Two House members introduce bill to extend unemployment benefits

Two House lawmakers are pushing forward this week to pass a standalone extension of unemployment insurance as more than 1.2 million stand to lose their benefits within a couple of days.

House Ways and Means Committee Chairman Sandy Levin (D-Mich.) and Rep. Jim McDermott (D-Wash.), chairman of the Ways and Means Subcommittee on Income Security and Family Support, have teamed up to introduce a measure they aim to pass before the July 4 recess.

House Majority Leader Steny Hoyer (D-Md.) said the bill could hit the floor Tuesday or Wednesday. He didn't provide any bill details although they are expected soon. 

A tax extenders bill that included a six-month extension of unemployment benefits has stalled out in the Senate because of Republican concerns over adding to the debt and issues over tax provisions in the bill.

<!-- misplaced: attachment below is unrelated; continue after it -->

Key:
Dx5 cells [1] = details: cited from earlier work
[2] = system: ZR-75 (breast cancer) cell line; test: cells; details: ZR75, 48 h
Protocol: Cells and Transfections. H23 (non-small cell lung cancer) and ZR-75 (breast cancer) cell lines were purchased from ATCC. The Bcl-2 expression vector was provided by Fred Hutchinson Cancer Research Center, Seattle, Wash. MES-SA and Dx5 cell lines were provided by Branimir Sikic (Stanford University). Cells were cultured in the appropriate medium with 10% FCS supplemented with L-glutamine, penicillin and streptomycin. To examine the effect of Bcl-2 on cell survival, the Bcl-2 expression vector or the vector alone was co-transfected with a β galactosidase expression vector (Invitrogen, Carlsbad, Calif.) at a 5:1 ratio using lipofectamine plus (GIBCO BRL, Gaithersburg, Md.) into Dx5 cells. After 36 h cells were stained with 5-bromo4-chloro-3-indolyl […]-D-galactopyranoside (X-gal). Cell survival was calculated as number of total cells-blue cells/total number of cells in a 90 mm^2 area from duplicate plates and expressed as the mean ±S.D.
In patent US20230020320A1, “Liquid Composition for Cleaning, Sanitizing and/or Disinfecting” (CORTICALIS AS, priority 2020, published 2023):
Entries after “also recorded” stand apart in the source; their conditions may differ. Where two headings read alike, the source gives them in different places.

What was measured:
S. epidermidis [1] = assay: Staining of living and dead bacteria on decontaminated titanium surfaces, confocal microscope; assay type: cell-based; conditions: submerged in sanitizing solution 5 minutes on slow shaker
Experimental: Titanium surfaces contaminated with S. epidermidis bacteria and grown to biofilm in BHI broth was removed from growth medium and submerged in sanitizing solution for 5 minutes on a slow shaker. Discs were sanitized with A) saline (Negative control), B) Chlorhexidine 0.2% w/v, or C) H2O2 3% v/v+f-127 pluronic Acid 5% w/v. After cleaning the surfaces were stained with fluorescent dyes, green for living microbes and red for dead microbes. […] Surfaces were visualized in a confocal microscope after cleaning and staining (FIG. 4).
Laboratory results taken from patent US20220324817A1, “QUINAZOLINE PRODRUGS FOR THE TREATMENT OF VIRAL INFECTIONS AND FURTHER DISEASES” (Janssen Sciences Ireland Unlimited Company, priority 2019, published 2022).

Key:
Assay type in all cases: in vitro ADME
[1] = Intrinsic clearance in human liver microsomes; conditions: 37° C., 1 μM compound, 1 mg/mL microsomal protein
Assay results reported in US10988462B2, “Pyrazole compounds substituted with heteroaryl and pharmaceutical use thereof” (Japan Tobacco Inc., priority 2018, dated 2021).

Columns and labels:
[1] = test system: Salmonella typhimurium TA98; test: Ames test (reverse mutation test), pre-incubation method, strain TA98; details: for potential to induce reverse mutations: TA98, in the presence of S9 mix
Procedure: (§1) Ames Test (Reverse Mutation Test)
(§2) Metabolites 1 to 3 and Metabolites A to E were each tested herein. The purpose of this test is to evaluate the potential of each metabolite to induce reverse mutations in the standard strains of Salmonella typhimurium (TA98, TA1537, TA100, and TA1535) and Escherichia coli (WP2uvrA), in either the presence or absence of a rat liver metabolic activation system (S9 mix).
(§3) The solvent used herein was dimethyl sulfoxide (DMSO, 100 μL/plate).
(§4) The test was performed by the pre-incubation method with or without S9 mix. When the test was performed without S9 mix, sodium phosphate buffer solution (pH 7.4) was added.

At least two senators — Olympia Snowe (R-Maine) and Debbie Stabenow (D-Mich.) — have introduced standalone versions of the measure as benefits gradually begin running out for millions of Americans. It's unknown whether the Senate would consider the measures or take up the House bill, which could allow enough time to complete the work before the weekend.

Under the extension, unemployed workers can receive up to 99 weeks of benefits based on the state's unemployment rate. Every state is affected if Congress can't resolve the issue before recess begins. If a measure isn't passed, lawmakers wouldn't take it up again until at least July 12, when they return from the weeklong break.

This story was updated at 11:45 a.m.